This winter season, we’re all trying to avoid the influenza, and one of the finest ways to accomplish that is to supercharge our immune systems with good food.
Fruits and veggies are full of immune-enhancing nutrients like vitamin C and B vitamins.
Here are a few pointers for getting more of these “medicines” into your system. And yes, there are methods to get your children to eat more fruits and vegetables, as well!
1. The power of chocolate
We now acknowledge that dark chocolate can be healthy in moderation. It contains antioxidants which protect against disease. Paired with fresh fruits, you have a real immune-booster. If you do not possess a fondue pot, you are able to melt chocolate in a double boiler and keep it warm in a crock pot.
A few fruits that go well with chocolate are fresh pineapple, strawberries, raspberries, and bananas. Be adventuresome – try mangoes, kiwis, or tangerine sections. You’ll likely be able to get your children to consume all sorts of fruits they might have shunned before if there’s chocolate involved!
2. Add fruits where you are able to
In the wintertime, frozen fruits are the next best thing to fresh. They’re more affordable than purchasing out-of-season produce and they’re more nourishing than canned. Add them to hot and cold cereals or to plain yogurt. You are able to also make a fruit “pizza,” but try to go easy on some of the sweet additions some fruit pizza recipes demand (like prepackaged cookie dough). Alternatively, you could use English muffins for personal pizzas and spread them with lightly sweetened cream cheese or strained yogurt. Then top with fruit. And speaking of pizza…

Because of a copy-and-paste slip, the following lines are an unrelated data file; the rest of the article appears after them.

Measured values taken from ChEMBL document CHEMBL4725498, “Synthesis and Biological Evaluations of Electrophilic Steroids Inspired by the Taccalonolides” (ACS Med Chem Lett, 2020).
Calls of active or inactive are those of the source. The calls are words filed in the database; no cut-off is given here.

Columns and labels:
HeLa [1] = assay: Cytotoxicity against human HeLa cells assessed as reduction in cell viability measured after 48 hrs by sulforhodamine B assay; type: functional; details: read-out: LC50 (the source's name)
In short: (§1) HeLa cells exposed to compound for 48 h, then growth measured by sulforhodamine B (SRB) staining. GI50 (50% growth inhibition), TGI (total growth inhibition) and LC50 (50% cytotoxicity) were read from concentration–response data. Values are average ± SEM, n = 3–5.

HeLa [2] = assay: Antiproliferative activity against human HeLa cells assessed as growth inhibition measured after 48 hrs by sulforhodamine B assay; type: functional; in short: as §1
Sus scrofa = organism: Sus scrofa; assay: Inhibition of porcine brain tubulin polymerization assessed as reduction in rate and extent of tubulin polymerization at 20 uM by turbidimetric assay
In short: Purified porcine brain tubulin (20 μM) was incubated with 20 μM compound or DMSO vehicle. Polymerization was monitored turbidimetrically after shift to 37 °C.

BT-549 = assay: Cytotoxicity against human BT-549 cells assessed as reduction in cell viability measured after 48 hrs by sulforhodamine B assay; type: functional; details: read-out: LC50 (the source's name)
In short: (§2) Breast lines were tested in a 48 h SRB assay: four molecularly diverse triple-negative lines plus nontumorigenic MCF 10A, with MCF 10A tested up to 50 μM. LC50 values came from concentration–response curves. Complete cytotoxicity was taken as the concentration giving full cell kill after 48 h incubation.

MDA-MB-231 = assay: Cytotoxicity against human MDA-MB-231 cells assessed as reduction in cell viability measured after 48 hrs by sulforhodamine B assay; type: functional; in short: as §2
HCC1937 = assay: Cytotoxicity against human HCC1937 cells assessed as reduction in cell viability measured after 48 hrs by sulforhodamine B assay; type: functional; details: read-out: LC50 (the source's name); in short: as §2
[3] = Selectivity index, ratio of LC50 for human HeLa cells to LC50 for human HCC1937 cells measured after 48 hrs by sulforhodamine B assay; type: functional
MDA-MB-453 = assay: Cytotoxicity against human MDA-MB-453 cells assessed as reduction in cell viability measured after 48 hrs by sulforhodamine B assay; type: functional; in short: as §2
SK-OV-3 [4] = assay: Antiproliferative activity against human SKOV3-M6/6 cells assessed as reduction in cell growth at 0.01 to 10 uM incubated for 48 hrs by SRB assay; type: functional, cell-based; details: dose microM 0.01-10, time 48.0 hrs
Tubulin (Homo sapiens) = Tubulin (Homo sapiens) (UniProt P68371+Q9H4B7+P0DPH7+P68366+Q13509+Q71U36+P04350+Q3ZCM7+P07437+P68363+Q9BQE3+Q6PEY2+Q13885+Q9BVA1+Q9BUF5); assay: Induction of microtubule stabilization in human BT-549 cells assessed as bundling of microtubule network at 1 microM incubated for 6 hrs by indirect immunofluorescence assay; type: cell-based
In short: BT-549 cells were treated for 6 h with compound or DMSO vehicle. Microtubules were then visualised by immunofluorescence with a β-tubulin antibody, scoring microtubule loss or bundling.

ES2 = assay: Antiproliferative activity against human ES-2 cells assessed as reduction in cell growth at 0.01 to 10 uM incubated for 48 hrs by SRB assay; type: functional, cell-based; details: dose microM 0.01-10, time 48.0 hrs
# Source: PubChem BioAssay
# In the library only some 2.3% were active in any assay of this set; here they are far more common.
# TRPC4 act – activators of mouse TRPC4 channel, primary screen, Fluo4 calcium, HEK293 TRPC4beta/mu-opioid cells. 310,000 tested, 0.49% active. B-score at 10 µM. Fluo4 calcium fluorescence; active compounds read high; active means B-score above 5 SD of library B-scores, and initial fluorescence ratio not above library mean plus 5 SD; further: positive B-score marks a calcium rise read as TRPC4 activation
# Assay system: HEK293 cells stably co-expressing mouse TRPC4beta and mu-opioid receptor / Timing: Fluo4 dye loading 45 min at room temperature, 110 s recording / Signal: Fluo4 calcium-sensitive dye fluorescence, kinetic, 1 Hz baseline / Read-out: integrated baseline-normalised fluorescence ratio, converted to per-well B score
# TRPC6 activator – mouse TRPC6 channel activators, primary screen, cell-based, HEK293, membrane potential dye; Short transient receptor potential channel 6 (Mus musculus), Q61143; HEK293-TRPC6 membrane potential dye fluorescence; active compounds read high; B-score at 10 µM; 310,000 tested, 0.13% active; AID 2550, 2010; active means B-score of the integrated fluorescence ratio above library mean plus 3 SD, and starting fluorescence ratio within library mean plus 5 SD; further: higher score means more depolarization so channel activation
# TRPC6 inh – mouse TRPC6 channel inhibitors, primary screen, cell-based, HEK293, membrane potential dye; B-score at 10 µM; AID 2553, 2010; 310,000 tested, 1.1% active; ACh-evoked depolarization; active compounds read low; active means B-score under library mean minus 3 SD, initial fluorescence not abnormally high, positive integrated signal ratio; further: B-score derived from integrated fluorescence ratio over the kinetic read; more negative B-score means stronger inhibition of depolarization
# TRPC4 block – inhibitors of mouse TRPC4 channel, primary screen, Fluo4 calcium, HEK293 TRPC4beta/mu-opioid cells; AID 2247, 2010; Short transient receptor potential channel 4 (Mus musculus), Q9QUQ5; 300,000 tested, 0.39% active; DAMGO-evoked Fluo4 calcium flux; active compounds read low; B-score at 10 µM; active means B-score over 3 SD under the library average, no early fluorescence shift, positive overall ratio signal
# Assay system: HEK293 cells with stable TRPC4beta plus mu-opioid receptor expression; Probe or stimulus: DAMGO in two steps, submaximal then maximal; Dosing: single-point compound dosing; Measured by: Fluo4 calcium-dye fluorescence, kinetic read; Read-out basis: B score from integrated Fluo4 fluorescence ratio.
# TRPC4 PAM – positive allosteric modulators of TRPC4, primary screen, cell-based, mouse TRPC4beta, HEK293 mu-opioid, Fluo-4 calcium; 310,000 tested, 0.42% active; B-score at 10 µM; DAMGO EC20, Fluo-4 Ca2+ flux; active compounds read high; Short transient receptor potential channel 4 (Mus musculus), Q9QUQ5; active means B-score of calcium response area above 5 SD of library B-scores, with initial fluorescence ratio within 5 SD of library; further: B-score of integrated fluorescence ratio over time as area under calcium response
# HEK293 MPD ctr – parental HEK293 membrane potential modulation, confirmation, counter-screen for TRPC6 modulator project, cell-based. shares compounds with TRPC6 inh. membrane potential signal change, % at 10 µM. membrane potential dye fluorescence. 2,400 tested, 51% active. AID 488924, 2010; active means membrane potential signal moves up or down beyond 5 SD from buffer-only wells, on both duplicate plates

3. The power of pizza
Home-made pizza can be a lot of fun to cook and eat. You are able to throw all sorts of vegetables onto a pizza. Rather than commercial pizza sauce, use meatless, veggie-rich pasta sauce (you are able to always puree it in the blender if the lumps are annoying). Use home-made or store-bought whole wheat crust for additional nutrition. Try something different, like a broccoli, onion and cheddar cheese pizza, or a more traditional pizza with green peppers, mushrooms, tomatoes, and onions. Sprinkle on a little minced garlic for additional immune support.
4. Make it amusing
Kids relish having fun with their food. Let them cook fruit or vegetable “kabobs,” alternating the fruits or vegetables with cheese cubes, ham, or other favorites. Everybody in the family can personalize his or her kabob.
5. Dried fruit
Dried fruit is really nutritious and packs a lot of fiber into a little package. Because there’s no water in dried fruit, its nutrients are condensed. Dehydrated fruit is really good eaten out of hand, or it may be exploited in a creative recipe. Pitted dried plums, a.k.a. prunes, may be wrapped in bacon, threaded onto a skewer, and broiled under the oven broiler for ten minutes or so. Figs are likewise sweet and nutritious dehydrated.
6. Vegetable pasta
Pasta is a fantastic vehicle for all sorts of veggies. Artichoke hearts, spinach, and even green beans make fantabulous and colorful additions to pasta. You are able to also include veggies in traditional tomato sauce.
Stock up on vegetables this winter and remain well!
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